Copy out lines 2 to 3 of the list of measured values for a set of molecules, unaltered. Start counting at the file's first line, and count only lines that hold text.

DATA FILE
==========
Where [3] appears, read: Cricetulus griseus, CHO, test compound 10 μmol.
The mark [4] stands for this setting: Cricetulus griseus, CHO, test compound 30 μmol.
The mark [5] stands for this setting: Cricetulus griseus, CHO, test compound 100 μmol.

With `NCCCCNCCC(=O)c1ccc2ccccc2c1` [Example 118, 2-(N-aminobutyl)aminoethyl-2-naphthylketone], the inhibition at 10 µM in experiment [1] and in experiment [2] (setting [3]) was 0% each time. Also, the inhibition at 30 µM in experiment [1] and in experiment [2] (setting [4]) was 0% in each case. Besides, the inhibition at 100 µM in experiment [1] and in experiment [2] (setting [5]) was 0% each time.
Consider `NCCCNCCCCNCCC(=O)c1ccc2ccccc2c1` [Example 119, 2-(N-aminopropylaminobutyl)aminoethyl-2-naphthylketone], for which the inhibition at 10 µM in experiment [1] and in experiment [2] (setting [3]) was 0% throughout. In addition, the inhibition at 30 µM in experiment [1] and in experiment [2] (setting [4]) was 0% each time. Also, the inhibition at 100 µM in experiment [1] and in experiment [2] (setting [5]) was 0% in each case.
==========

The mark [4] stands for this setting: Cricetulus griseus, CHO, test compound 30 μmol.
The mark [5] stands for this setting: Cricetulus griseus, CHO, test compound 100 μmol.